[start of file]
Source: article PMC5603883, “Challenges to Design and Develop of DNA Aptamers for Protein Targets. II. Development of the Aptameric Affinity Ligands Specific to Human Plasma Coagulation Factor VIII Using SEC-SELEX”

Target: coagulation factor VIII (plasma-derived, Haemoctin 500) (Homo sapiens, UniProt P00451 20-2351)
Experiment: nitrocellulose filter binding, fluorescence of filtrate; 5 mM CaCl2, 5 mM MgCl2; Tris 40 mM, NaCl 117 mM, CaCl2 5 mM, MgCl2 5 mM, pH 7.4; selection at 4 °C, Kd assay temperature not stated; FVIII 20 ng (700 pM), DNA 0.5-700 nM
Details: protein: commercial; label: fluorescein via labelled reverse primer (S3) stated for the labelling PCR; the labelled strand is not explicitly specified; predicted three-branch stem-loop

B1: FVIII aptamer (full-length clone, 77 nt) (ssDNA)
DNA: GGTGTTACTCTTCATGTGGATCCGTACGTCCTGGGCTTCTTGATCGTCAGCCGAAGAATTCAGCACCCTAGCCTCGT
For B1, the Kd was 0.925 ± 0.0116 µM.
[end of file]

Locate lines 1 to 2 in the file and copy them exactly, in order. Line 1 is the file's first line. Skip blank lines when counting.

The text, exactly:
Source: article PMC5603883, “Challenges to Design and Develop of DNA Aptamers for Protein Targets. II. Development of the Aptameric Affinity Ligands Specific to Human Plasma Coagulation Factor VIII Using SEC-SELEX”

Target: coagulation factor VIII (plasma-derived, Haemoctin 500) (Homo sapiens, UniProt P00451 20-2351)